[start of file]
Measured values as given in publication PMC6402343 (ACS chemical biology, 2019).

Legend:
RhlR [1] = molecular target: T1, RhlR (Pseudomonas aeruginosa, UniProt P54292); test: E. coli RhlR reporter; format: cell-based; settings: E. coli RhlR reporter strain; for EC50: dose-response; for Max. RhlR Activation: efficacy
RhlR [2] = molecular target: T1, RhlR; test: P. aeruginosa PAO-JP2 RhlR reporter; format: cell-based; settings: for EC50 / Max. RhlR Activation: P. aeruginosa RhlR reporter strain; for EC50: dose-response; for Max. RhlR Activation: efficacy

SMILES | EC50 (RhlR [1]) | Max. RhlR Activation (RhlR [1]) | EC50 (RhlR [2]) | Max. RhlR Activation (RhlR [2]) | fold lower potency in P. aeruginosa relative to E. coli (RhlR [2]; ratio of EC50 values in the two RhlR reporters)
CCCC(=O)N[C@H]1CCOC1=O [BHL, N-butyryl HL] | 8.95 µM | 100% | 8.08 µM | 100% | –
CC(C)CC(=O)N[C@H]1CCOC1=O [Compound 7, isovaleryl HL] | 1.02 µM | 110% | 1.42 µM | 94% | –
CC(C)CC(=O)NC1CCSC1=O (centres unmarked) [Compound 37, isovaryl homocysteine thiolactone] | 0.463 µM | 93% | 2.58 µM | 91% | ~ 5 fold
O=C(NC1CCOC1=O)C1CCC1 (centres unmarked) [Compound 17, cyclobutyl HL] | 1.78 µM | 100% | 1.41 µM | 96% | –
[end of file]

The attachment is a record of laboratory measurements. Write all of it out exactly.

Measured values as given in publication PMC6402343 (ACS chemical biology, 2019).

Legend:
RhlR [1] = molecular target: T1, RhlR (Pseudomonas aeruginosa, UniProt P54292); test: E. coli RhlR reporter; format: cell-based; settings: E. coli RhlR reporter strain; for EC50: dose-response; for Max. RhlR Activation: efficacy
RhlR [2] = molecular target: T1, RhlR; test: P. aeruginosa PAO-JP2 RhlR reporter; format: cell-based; settings: for EC50 / Max. RhlR Activation: P. aeruginosa RhlR reporter strain; for EC50: dose-response; for Max. RhlR Activation: efficacy

SMILES | EC50 (RhlR [1]) | Max. RhlR Activation (RhlR [1]) | EC50 (RhlR [2]) | Max. RhlR Activation (RhlR [2]) | fold lower potency in P. aeruginosa relative to E. coli (RhlR [2]; ratio of EC50 values in the two RhlR reporters)
CCCC(=O)N[C@H]1CCOC1=O [BHL, N-butyryl HL] | 8.95 µM | 100% | 8.08 µM | 100% | –
CC(C)CC(=O)N[C@H]1CCOC1=O [Compound 7, isovaleryl HL] | 1.02 µM | 110% | 1.42 µM | 94% | –
CC(C)CC(=O)NC1CCSC1=O (centres unmarked) [Compound 37, isovaryl homocysteine thiolactone] | 0.463 µM | 93% | 2.58 µM | 91% | ~ 5 fold
O=C(NC1CCOC1=O)C1CCC1 (centres unmarked) [Compound 17, cyclobutyl HL] | 1.78 µM | 100% | 1.41 µM | 96% | –